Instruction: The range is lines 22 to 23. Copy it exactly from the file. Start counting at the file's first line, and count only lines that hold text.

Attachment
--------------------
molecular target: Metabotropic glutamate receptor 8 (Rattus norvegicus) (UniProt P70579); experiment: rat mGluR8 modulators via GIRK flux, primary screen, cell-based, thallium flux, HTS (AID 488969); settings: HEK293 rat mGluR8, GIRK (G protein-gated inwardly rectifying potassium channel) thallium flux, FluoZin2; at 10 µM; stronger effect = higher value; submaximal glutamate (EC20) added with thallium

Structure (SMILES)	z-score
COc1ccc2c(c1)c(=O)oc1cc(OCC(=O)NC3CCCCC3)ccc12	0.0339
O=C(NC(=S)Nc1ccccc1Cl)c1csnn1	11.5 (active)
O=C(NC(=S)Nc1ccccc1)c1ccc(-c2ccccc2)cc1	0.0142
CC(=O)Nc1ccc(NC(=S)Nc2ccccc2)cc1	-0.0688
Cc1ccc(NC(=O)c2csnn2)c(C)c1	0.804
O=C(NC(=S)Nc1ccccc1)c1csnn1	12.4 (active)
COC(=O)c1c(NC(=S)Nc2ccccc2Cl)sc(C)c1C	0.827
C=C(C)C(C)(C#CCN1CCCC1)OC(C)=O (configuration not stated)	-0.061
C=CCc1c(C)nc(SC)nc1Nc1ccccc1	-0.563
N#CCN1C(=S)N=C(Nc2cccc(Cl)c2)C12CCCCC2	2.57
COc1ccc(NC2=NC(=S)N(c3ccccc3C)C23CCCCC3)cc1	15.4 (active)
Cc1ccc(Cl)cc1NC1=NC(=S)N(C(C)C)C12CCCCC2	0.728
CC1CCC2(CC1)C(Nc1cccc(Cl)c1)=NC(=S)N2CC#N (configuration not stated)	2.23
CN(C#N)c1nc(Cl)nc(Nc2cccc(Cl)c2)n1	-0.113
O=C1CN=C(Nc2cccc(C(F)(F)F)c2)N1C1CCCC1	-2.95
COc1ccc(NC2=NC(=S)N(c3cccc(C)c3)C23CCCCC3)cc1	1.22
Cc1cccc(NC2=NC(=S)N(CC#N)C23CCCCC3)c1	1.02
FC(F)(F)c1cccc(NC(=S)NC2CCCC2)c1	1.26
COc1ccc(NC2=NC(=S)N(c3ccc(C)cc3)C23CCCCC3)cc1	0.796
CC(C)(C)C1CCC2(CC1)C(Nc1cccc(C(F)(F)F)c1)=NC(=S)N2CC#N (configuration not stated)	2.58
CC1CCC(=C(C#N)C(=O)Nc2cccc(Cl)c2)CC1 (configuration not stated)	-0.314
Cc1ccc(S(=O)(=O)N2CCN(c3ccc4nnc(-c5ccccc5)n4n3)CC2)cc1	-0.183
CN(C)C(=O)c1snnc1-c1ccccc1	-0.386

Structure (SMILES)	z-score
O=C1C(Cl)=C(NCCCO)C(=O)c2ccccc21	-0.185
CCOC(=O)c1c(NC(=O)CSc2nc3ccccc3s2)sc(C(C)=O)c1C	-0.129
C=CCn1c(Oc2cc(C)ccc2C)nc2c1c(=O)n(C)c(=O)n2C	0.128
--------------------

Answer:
CC(C)(C)C1CCC2(CC1)C(Nc1cccc(C(F)(F)F)c1)=NC(=S)N2CC#N (configuration not stated)	2.58
CC1CCC(=C(C#N)C(=O)Nc2cccc(Cl)c2)CC1 (configuration not stated)	-0.314